Monday, May 4, 2009
I have had the most interesting weekend at work.
For the first two shifts of the weekend I had the ER, along with some general med-surg floors. I had to confront death head-on for a couple of patients. I lost one battle and am still in the process of losing another.
A 75-year-old man comes in as a full cardiopulmonary arrest. We are doing CPR, and they let the family back. I hate that. Hate it. I have to remain detached and professional to do my job effectively. But this little old lady comes limping back with her family, as we are doing CPR on her husband of over 50 years. They have had this life together, and I feel like we are taking that away from her when there is nothing we can do to save the man. As I watch her cry, I am finding it hard not to cry. The doctor calls time of death and I help her limp to the bedside, where she gives him a kiss on the cheek and crumbles with grief.
The next night, another full arrest comes in. That is what these patient's are to us. The full arrest in bed 18 or 8 or wherever they land. Not a name. She comes in already intubated, so the task of ventilating her falls to me. I am tweaking the vent to find a way to ventilate her that works best with her natural patterns of ventilation. I have my back turned to the door, turning knobs on the vent. I turn around for some unknown reason and see this sweet guy from housekeeping there behind me. In that instant I assume he is at work until my eyes take in his street clothes. He looks at me with these wide eyes, and I just know. I ask him if it is his mom, and he just nods. He stays in the room while we do all sorts of medical procedures to the woman. She is nude from the waist up for an EKG, and all I could think of was my relationship with my son, so I reach over and cover her breasts with a sheet. Later I go down to the smoking area for a much needed break for coffee and a Marlboro Light. He is down there smoking too. Before this, he and I would joke about college football. He would tease me about my hatred of Florida. He was always quick to offer a smile. Before that, I don't think either of us were very aware of what the other does in the hospital, other than these huge badges that go along with our picture badge that is designed to quickly reveal to patients just who we are. Mine says "Respiratory Therapist" in bright green. His says "housekeeping" in pale blue. But that night, in his grief, he saw firsthand what it is that I do. Never again in his eyes will I be the joking girl who loves Buckeye football.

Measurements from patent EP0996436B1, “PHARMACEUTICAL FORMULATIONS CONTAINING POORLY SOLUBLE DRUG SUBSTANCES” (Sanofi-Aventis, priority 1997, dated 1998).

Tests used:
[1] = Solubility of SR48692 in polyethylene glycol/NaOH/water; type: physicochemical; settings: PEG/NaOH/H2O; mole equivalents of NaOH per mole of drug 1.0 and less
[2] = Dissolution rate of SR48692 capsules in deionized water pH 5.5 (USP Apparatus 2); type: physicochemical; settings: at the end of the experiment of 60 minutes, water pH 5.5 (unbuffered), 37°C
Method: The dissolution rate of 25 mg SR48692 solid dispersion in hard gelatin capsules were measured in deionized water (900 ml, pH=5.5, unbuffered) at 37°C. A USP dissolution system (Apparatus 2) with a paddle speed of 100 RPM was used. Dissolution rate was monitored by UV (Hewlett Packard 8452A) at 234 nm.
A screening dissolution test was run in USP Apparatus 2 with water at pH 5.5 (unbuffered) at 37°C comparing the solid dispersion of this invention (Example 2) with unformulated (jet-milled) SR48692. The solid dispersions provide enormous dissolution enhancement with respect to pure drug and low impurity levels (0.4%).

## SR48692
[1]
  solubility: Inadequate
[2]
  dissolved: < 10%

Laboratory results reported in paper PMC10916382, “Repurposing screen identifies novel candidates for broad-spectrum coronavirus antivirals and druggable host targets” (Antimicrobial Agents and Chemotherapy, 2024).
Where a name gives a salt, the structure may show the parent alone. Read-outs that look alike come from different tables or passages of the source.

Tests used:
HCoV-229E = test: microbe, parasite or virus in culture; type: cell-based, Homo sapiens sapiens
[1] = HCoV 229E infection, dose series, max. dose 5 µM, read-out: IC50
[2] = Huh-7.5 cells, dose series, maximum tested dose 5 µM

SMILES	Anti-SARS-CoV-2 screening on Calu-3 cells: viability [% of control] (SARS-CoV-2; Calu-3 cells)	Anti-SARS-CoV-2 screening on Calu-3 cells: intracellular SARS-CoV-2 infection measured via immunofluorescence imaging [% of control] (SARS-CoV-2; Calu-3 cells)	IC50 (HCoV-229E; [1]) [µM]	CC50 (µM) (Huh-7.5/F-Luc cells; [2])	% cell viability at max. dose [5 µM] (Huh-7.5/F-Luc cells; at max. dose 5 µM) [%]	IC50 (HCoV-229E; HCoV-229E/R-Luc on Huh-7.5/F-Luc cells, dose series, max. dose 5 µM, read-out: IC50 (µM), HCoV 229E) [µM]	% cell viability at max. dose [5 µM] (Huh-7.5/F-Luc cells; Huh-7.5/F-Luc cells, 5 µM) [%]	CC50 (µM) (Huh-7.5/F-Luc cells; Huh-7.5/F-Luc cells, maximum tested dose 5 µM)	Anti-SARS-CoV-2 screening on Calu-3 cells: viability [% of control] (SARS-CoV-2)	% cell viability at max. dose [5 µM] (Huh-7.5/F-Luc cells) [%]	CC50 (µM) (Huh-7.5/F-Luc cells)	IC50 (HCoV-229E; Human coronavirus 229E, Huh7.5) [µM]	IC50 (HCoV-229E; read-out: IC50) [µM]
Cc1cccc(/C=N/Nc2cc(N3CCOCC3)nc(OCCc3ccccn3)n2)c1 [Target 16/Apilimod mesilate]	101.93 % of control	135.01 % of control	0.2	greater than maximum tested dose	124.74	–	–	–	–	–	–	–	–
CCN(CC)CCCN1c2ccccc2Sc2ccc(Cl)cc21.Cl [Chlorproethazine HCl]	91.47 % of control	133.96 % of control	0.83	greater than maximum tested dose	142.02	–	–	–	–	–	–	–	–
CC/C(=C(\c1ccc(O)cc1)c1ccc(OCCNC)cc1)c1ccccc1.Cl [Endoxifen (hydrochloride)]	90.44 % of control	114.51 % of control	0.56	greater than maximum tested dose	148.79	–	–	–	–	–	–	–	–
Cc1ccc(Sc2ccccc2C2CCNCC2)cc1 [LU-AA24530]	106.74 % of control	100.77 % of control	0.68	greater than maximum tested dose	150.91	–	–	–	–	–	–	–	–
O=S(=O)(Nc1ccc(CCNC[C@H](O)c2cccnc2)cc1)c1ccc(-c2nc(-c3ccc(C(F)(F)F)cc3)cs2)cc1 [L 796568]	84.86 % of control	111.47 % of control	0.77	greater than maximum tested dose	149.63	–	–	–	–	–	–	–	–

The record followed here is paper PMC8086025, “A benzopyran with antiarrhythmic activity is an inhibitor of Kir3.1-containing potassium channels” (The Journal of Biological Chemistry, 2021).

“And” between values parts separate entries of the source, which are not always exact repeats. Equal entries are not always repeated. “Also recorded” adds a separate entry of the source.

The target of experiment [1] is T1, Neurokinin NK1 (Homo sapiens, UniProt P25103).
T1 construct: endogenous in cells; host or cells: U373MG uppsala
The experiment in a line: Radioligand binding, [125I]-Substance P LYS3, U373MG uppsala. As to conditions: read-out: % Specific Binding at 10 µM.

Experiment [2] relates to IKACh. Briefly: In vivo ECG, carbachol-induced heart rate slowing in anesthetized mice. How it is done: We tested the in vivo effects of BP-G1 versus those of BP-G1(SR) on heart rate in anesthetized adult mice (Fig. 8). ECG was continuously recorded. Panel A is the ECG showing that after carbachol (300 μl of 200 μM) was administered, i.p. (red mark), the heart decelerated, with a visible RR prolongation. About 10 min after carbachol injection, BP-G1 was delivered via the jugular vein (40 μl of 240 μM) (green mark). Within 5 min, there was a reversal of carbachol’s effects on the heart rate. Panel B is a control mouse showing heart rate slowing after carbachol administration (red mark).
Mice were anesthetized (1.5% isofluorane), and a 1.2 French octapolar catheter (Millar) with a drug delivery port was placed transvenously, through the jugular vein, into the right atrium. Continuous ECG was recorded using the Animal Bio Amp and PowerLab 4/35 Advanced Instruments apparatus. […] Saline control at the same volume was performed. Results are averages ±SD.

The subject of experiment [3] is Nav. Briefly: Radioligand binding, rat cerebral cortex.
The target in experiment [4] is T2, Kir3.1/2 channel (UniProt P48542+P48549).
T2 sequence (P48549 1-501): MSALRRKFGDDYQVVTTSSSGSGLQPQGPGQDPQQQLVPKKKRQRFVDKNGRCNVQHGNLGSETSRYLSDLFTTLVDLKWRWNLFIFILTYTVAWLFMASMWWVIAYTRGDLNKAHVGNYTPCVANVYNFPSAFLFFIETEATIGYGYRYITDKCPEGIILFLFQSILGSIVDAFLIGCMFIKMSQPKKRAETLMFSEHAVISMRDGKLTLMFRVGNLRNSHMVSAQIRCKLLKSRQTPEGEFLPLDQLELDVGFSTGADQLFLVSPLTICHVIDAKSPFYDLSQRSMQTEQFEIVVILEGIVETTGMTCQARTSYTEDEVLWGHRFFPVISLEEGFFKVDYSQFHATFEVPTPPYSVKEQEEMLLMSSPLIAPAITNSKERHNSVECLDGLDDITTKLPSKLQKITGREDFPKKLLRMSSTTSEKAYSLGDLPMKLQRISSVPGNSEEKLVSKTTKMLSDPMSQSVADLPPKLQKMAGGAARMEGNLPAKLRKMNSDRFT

We are sitting there talking. Once again, we are just two people down in the smoking area. There is no whoosh of a ventilator in the background or a beep of a monitor. He looks at me and gulps down tears as he thanks me for all of the hard work I do, not only for his mom, but for all of the other patients I see on a nightly basis. I get choked up by that. Because every night, I whisk in the room in response to a call that someone somewhere in the hospital has stopped breathing. I do my job and slip quietly away unnoticed by the patients' loved ones. I stay under the radar. They will never remember my name like they will the nurse who takes care of their loved ones. Or the doctor charged with their care. They don't know that I am the girl who stands over their family member, with my back breaking and the hot exam lights forming beads of sweat on my brow, breathing for them when they cannot. I am fine with that. I know what I do, and somewhere inside of me, despite self-criticism, I know I am good at my job. That has always been enough for me. It is okay to be the unseen. But that night, I was seen. And the reality of what it is that I do for a living settled with a big thunk somewhere inside of my soul. I see hundreds of patients nightly. I never remember names-- only faces. In that instant, a myriad of faces come back to me. I worry myself daily if I have been a success at the tasks I have undertaken. Did I do well on Exam X at school? Will I get into medical school? Does my time away from home to pursue these goals I have set for myself do harm to my husband and son? Am I truly making a contribution to this world in which we live? In that instant, the housekeeper from the hospital gave me my self-worth on a silver platter, showing me that this is who I am. That I have touched lives, even when I didn't realize I was doing anything more than earning money to support my family. And for some reason, at that point in time, my thoughts went to my mother. Is she watching me now? Does she see the hard work I do? Is she proud? What is this work I do really about? My confrontation with the housekeeper had such an impact on me. I am still the nineteen year old girl who lost her mom too soon to lung disease. And I have been battling lung disease ever since. It will not win. I am too tough to allow that to happen. It is like the housekeeper took a large mirror and held it to my face for me to see, saying "Here. Look at her. This woman, who works hard to fight for the lives of others. This woman who is capable and tough and smart, who can do whatever she deems fit in life, who will reach the dream she has set for herself, who is Pauline's daughter and John's wife and Evan's mom. She is you." I need to be thanking him.